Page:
Although the type of speech act and the type of episode both affect the meaning of the content, they are not independent of one another. In other words the episode plays a part in determining which kind of speech act is in use, and the speech acts play a part in defining the episode. exampleA Legal Episode

CMM episode

In this example we will now reveal that both communicants are participants in a college course in political science. HINT

The fact that they are speaking relates the communicants to one another. At the very least, they are two strangers, or they may be spouses, coworkers, owner/employee, parent/child, teacher/student, friends, enemies, and so on. (And, of course, they might simultaneously be two or more of these.)

CMM relationship

As was noted earlier, the levels of the CMM model affect one another. Thus, the relationship level interacts with the episode, the speech act and the content. exampleChild-Parent Relationship

In this example we now reveal that the speaker is the teacher and the other participant a student.

The second person's response will depend in part on the participants' conceptions of "who they are," and on the extent to which they have disclosed their self-concepts to one another.

CMM self-concept

If the teacher sees herself as a somewhat humorous, interactive individual, then she probably presents many questions to her classes, and likely she presents some of them as interesting puzzles or jokes. If the student sees himself as a serious intellectual, then it is likely that he will try to respond with the correct answer to the teacher's question.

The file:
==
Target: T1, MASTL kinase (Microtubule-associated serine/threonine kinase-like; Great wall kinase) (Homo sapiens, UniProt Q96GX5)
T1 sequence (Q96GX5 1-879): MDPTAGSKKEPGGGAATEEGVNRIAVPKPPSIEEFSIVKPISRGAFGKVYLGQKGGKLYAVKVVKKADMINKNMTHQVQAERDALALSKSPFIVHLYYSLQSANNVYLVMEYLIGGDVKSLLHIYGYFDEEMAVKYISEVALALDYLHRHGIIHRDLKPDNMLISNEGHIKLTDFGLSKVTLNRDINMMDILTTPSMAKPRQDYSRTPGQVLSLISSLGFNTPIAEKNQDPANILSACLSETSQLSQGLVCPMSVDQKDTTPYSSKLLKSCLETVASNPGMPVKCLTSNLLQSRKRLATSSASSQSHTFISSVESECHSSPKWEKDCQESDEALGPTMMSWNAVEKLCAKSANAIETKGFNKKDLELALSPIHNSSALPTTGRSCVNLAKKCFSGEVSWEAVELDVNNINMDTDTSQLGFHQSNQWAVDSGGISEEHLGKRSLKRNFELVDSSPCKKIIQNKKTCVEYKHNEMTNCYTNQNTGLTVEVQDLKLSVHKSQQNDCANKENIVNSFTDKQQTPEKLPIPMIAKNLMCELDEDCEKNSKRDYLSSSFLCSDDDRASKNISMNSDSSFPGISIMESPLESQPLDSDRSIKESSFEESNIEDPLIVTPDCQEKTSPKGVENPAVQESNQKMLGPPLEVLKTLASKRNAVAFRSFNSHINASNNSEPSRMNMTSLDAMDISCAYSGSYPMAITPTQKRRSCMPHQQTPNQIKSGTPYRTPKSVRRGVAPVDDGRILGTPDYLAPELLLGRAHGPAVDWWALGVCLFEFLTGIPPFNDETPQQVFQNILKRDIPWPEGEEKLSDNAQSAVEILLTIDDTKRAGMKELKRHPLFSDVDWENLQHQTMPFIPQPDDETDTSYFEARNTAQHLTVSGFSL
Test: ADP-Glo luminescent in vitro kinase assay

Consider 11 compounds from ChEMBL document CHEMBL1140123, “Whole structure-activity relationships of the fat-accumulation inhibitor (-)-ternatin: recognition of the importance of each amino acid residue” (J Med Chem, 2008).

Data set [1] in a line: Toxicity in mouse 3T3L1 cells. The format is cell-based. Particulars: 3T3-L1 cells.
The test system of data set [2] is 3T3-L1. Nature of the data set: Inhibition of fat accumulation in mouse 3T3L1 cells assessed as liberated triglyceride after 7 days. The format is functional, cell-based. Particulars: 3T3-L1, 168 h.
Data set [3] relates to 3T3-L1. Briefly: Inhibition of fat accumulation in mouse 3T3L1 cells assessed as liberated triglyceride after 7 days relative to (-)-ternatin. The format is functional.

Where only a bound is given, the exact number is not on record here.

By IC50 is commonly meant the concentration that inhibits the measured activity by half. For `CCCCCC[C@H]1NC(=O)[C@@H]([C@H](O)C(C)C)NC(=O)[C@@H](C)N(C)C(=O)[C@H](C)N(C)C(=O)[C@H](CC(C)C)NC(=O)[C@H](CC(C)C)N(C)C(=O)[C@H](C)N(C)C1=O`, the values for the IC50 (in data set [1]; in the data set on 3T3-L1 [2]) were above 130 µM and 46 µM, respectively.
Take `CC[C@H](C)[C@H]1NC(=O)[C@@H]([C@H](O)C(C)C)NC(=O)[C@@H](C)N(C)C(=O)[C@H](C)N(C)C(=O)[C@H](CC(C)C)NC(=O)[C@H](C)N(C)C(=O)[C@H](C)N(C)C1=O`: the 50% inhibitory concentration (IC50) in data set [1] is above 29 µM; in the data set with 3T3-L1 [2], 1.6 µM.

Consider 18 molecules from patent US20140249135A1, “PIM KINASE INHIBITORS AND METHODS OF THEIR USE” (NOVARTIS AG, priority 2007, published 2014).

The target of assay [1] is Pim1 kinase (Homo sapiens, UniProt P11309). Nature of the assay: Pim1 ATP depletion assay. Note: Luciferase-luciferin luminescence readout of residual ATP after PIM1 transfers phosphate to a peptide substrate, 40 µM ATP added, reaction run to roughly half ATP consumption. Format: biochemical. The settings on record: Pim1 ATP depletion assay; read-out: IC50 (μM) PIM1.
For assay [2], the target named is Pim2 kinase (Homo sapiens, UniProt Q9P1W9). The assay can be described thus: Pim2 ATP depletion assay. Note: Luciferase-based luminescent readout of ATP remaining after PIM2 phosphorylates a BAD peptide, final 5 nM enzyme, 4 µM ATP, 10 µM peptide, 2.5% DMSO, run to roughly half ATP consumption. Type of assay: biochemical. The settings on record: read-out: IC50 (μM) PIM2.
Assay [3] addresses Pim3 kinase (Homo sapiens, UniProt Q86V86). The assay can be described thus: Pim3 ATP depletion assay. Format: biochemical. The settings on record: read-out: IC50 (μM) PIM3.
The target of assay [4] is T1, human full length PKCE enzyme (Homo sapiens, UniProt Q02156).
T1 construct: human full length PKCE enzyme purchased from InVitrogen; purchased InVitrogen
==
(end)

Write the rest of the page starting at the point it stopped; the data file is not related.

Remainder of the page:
Cultural Patterns
To some extent each of us acts in accordance with the cultural values of our society, and these may have to do with such as race, economic class, gender, and ethnic background. For example, people who work in the offices of large corporations usually wear suits to work and talk about business during lunch. People who live in cardboard boxes on the streets of large cities wear old clothes and don't meet regularly for lunch. Men often refer to sports in their conversation. Women often tell stories about their personal experiences.

CMM cultural patter

In this example suppose that the teacher is a woman with a middle-class American cultural background. Given her self-concept we might expect her to conduct class in a relaxed setting with much weight put on classroom discussion. And, suppose that the student is a man with an upper-class Chinese cultural background. In a traditional Chinese educational setting, students are expected to pay a great deal of respect to their teachers and to remain quiet unless called upon. q4015

In this case, then, the student might find himself in an uncomfortable setting with a teacher who is acting in what seems to be a strange and unpredictable manner. On the other hand, the teacher might feel that the student is unprepared, not very bright, extremely shy or otherwise unable to participate in the class. Because of their diverse cultural backgrounds, they may have difficulty doing the communication dance. [The Dance] q4024 q4032

In summary, notice once again that the Coordinated Management of Meaning model focuses neither on the individual thoughts of the communicators, nor on the specific characteristics of the society in which they live. Instead, it focuses on the interaction between the communicators within the context the society. It is this interaction that generates the meaning of the messages that are sent and received.